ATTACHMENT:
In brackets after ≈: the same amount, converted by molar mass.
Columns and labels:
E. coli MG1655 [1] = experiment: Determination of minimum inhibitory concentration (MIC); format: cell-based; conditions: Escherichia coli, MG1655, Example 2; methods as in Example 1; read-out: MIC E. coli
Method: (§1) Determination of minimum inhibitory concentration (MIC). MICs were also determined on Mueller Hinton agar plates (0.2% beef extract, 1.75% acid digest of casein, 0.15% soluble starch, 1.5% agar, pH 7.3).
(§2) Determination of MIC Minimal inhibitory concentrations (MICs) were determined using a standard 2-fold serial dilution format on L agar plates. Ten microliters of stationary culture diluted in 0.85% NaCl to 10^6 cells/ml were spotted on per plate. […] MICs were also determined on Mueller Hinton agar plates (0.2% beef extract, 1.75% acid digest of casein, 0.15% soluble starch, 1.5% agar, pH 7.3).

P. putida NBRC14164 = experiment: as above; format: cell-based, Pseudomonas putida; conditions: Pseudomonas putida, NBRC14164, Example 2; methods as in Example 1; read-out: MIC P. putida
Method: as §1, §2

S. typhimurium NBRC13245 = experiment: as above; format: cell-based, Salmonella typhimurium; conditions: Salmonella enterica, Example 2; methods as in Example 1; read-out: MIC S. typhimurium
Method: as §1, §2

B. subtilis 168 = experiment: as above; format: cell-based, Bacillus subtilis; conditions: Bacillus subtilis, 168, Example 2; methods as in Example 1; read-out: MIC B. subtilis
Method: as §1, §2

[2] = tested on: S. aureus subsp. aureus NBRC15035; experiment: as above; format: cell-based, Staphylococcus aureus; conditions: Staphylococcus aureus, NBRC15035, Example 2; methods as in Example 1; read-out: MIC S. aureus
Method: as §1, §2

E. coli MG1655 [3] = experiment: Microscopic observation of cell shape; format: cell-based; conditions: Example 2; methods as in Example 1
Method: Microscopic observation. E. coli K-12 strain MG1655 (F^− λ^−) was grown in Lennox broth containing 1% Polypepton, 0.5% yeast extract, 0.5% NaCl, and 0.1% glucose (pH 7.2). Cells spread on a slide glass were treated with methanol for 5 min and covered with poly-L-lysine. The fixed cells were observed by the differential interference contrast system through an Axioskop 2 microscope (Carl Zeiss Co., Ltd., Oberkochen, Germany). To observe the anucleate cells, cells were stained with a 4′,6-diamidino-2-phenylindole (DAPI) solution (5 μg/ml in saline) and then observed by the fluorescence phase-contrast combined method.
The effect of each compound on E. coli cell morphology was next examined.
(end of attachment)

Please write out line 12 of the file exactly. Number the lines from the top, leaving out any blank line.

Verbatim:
[2] = tested on: S. aureus subsp. aureus NBRC15035; experiment: as above; format: cell-based, Staphylococcus aureus; conditions: Staphylococcus aureus, NBRC15035, Example 2; methods as in Example 1; read-out: MIC S. aureus